|Year : 2015 | Volume
| Issue : 2 | Page : 225-229
Nogo-A expression dynamically varies after spinal cord injury
Jian-wei Wang1, Jun-feng Yang1, Yong Ma2, Zhen Hua2, Yang Guo1, Xiao-lin Gu2, Ya-feng Zhang1
1 Wuxi Hospital of Traditional Chinese Medicine, Institute of Orthopedics and Traumatology of Nanjing University of Chinese Medicine, Wuxi, Jiangsu Province, China
2 Nanjing University of Chinese Medicine, Nanjing, Jiangsu Province, China
|Date of Acceptance||17-Sep-2014|
|Date of Web Publication||18-Mar-2015|
Ph.D. Ya-feng Zhang
Wuxi Hospital of Traditional Chinese Medicine, Institute of Orthopedics and Traumatology of Nanjing University of Chinese Medicine, Wuxi, Jiangsu Province
Source of Support: This study was financially supported by a grant from the Natural Science Foundation of Jiangsu Province, No. BK2011180; Ordinary University Graduate Student Scientific Research Innovation Projects of Jiangsu Province, No. CXZZ13-0614, CXZZ12-0609., Conflict of Interest: None
The mechanism involved in neural regeneration after spinal cord injury is unclear. The myelin-derived protein Nogo-A, which is specific to the central nervous system, has been identified to negatively affect the cytoskeleton and growth program of axotomized neurons. Studies have shown that Nogo-A exerts immediate and chronic inhibitory effects on neurite outgrowth. In vivo, inhibitors of Nogo-A have been shown to lead to a marked enhancement of regenerative axon extension. We established a spinal cord injury model in rats using a free-falling weight drop device to subsequently investigate Nogo-A expression. Nogo-A mRNA and protein expression and immunoreactivity were detected in spinal cord tissue using real-time quantitative PCR, immunohistochemistry and western blot analysis. At 24 hours after spinal cord injury, Nogo-A protein and mRNA expression was low in the injured group compared with control and sham-operated groups. The levels then continued to drop further and were at their lowest at 3 days, rapidly rose to a peak after 7 days, and then gradually declined again after 14 days. These changes were observed at both the mRNA and protein level. The transient decrease observed early after injury followed by high levels for a few days indicates Nogo-A expression is time dependent. This may contribute to the lack of regeneration in the central nervous system after spinal cord injury. The dynamic variation of Nogo-A should be taken into account in the treatment of spinal cord injury.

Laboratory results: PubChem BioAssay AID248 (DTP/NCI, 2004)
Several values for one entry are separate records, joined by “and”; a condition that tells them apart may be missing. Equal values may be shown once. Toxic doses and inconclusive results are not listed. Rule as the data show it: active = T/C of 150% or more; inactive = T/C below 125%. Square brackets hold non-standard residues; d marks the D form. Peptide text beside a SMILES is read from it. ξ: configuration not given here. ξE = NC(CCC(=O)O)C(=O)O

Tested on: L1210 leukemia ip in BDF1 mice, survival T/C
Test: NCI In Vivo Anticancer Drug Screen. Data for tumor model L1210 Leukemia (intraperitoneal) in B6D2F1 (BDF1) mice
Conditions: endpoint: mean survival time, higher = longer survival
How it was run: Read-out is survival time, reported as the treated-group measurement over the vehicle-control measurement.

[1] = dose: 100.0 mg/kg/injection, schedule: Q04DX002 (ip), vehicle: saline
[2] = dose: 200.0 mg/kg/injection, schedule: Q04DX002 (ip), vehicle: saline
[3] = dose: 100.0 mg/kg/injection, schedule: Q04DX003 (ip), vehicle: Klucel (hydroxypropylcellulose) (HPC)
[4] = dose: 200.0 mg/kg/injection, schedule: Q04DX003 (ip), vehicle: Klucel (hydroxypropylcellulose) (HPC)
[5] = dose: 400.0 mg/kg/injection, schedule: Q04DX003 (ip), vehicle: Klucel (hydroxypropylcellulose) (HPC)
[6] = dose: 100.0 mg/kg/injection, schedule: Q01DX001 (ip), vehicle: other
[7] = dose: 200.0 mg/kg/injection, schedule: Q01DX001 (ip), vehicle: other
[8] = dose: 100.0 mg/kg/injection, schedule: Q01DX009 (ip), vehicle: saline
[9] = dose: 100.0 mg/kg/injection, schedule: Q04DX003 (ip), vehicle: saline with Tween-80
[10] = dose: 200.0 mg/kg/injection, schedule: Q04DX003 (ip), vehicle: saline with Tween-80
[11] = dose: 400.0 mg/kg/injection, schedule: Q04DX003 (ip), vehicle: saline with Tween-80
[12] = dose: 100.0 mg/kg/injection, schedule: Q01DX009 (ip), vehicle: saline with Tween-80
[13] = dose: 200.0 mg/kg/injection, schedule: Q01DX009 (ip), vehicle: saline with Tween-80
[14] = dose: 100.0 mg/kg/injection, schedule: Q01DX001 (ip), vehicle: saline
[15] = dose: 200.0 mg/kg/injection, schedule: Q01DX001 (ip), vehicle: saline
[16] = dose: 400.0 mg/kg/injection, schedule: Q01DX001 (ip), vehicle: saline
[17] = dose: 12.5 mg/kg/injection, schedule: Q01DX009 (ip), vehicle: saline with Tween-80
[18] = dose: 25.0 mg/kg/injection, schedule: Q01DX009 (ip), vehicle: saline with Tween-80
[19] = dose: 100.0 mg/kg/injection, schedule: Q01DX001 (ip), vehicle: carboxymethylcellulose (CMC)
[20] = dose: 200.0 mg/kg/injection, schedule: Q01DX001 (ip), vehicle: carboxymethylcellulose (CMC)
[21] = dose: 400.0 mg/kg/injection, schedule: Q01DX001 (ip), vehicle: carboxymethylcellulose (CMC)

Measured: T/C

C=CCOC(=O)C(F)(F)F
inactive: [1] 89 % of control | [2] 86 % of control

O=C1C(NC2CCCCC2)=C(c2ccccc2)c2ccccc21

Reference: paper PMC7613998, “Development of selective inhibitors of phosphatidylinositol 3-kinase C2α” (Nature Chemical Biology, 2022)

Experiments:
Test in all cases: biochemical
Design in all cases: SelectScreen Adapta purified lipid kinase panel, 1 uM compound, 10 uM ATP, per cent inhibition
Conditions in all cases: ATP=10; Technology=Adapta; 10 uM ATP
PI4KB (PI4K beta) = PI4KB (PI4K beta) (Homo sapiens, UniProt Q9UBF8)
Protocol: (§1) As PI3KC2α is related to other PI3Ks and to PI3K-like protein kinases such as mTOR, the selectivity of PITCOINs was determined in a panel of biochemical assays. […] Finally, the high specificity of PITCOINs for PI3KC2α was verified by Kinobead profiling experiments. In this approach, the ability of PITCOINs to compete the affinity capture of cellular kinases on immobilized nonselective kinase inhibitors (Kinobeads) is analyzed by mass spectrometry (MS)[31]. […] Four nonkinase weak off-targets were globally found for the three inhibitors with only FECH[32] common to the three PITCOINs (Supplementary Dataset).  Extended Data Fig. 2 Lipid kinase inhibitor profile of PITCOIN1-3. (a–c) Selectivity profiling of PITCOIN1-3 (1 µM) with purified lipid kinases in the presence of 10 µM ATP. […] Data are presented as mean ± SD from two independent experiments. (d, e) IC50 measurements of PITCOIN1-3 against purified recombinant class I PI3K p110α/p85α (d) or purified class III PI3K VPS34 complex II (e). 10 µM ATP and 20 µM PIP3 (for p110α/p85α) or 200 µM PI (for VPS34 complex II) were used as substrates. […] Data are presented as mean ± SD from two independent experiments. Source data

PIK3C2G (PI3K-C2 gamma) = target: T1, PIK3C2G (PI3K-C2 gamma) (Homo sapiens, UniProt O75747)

Keywords: nerve regeneration; spinal cord injury; contusion; Nogo-A; axon growth; immunohistochemistry; fluorescent quantitative PCR; neural regeneration
|How to cite this article:|
Wang Jw, Yang Jf, Ma Y, Hua Z, Guo Y, Gu Xl, Zhang Yf. Nogo-A expression dynamically varies after spinal cord injury. Neural Regen Res 2015;10:225-9
|How to cite this URL:|
Wang Jw, Yang Jf, Ma Y, Hua Z, Guo Y, Gu Xl, Zhang Yf. Nogo-A expression dynamically varies after spinal cord injury. Neural Regen Res [serial online] 2015 [cited 2020 Aug 9];10:225-9. Available from: http://www.nrronline.org/text.asp?2015/10/2/225/152375
Acknowledgments: We would like to thank Yalan Pan and Hao Chen from Nanjing University of Traditional Chinese Medicine, China for their participation in this research.
Author contributions: JWW, JFY, YM designed the research. JFY, ZH, YG, XLG performed the research. JFY, ZH, XLG, YFZ analyzed the data. JWW, JFY, ZH wrote the paper. All authors approved the final version of the manuscript.